Work in Sports
GREEN BAY, Wisconsin (Ticker) -- Another fourth-quarter comeback engineered by Brett Favre ended in a snap.
Favre again flawlessly marched the Green Bay Packers downfield in the closing minutes, only to watch a bad snap lead to Bryan Robinson's field-goal block that preserved a 14-13 victory for the Chicago Bears.
"I'm still sort of numb right now," said Favre, whose team has lost two straight games at Lambeau Field in the same season for the first time since 1991. "We haven't lost two around here in a long time. I was thinking about coming down here and saying, 'It was another great come-from-behind win.' It just wasn't our day, I guess."
The Packers trailed by a point when they took possession on their 17-yard line with 3:19 to play. Favre, who pulled off late-game comebacks against Oakland, Minnesota and Tampa Bay, displayed his customary cool as he completed 6-of-6 passes for 55 yards. Four running plays and an interference penalty moved Green Bay to the Chicago 10 with seven seconds left.
Ryan Longwell, who earlier kicked field goals of 37 and 26 yards and had missed just twice in 15 attempts this season, prepared to put away the Bears. But the snap skipped and a hurried hold by Matt hasselback allowed Robinson, a third-year defensive end from Fresno State, to get penetration and smother the kick.
"Once I heard that second thud, I knew that we won the game," Robinson said. "This is the best moment of my career by far."
"I heard the snap was a little low; there's no excuse for that," Packers coach Ray Rhodes said. "We got into a position to win the game but we weren't able to get it done."
Although the snap and hold weren't perfect, Longwell refused to blame anyone.
"I hit it well," he said. "It was a good snap and hold and our rhythm was good. It was a great play by the middle of their line. I felt like there was heat from the middle."
"The snap and hold were typical and I heard it get blocked," Hasselback said.
Jim Miller, who replaced Cade McNown in the first quarter, completed the go-ahead touchdown pass to Bobby Engram late in the third quarter for the Bears (4-5), who ended a 10-game losing streak against the Packers (4-4). It was the longest slide by either team in the 157-game series history.
"They understand the rivalry," Bears coach Dick Jauron said.
"They understand it better now that they have been to Lambeau Field. ... After 10 lost games, this one was special."
The win capped an emotional week for the Bears. Walter Payton, the NFL's all-time leading rusher, died Monday of bile duct cancer and many current Bears attended memorial services Friday and Saturday. Chicago players wore a patch on their uniform sleeves commemorating Payton.
"I think that Walter Payton actually picked me up," Robinson said. "I can't jump that high."
"An icon was lost this week," Jauron said.
Favre completed 27-of-41 passes for 267 yards, one interception and a seven-yard TD pass to tight end Tyrone Davis in the final minute of the second quarter, capping a 49-yard drive against the clock that was set up by an interception by safety Darren Sharper.
The normally high-powered Packers have scored just one TD in each of their last two games, losing both. Favre, who made his record 117th start at quarterback, was at a loss to explain it.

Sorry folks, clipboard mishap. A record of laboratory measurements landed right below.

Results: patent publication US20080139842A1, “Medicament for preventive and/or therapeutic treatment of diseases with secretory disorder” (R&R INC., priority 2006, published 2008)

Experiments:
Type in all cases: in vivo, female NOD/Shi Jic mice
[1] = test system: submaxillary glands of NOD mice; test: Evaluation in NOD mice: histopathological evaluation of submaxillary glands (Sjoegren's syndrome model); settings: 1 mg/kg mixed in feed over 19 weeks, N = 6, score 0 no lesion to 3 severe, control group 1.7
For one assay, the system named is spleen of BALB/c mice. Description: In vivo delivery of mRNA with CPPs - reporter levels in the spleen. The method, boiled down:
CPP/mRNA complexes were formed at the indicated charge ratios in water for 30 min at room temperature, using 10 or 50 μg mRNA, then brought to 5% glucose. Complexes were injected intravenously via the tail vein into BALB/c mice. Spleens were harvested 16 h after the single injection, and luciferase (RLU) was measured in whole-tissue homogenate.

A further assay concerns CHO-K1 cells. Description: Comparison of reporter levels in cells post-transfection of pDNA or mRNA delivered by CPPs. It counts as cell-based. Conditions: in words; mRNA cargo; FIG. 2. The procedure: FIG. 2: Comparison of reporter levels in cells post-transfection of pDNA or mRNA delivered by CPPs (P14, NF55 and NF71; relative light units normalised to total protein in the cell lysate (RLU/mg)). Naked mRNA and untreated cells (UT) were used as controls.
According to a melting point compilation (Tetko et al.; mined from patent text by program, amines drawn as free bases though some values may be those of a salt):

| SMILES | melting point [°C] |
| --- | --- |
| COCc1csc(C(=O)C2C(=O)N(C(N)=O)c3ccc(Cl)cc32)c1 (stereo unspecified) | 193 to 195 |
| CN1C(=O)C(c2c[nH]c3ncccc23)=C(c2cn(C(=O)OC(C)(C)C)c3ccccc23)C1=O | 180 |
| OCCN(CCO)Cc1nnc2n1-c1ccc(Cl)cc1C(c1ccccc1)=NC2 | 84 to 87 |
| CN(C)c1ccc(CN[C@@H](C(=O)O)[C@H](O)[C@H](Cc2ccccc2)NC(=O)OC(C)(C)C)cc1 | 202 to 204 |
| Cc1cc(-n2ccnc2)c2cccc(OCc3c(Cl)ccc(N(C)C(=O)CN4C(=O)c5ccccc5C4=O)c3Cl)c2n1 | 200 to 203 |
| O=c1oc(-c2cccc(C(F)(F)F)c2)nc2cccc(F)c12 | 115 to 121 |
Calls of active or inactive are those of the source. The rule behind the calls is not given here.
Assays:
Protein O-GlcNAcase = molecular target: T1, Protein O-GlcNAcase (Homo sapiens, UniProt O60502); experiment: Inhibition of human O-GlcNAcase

"I just talked to (general manager) Ron Wolf and he asked me if I could pinpoint what our problem is on offense," Favre said. "I told him we have great talent. We just can't score any touchdowns."
With Shane Matthews injured, Chicago started rookie Cade McNown at quarterback. McNown was just 2-of-5 for 15 yards before he was replaced by Miller, who was 16-of-29 for 142 yards and three interceptions.
"They ran the football much more effectively than I thought they would," Rhodes said. "Milburn had a big run against us early."
Longwell's 37-yard field goal with 4:46 remaining in the opening period got the Packers on the board but the Bears answered with an 86-yard drive. Milburn scooted 11 yards before his TD run with 2:16 left in the quarter gave Chicago a 7-3 lead.
"It was a simple draw play," Milburn said. "I don't want to take too much of the credit. The guys blocked excellent up front."
The teams exchanged interceptions before Favre began clicking again, going 5-of-6 for 50 yards and finding Davis with just 30 seconds left in the half for a 10-7 lead.
In the third quarter, a fourth-down catch by tight end Jeff Thomason was overruled by replay and the Bears took over on their 40. Enis led a drive with four carries for 20 yards, but on 2nd-and-5 from the 12, he fumbled and rookie defensive back Mike McKenzie fell on it for Green Bay.
However, Chicago forced a punt and Miller found Marcus Robinson for 33 yards. Five plays later, he hit Engram on a crossing pattern in the left corner of the end zone, giving the Bears a 14-10 lead with 30 seconds remaining in the period.
Favre put together another drive but Chicago's defense stiffened in the red zone and the Packers had to settle for Longwell's 26-yard field goal. Bears kicker Chris Boniol missed a 34-yard field goal with 5:56 to go, leaving the door open for Favre.
Shut out in the first half, Robinson caught four passes for 66 yards. Engram had six catches for 48 yards.
Dorsey Levens gained 79 yards on 26 carries and Antonio Freeman caught eight passes for 71 yards for the Packers, who held a 344-311 edge in total yards.
"We can't keep waiting for the fourth quarter to win games," Freeman said.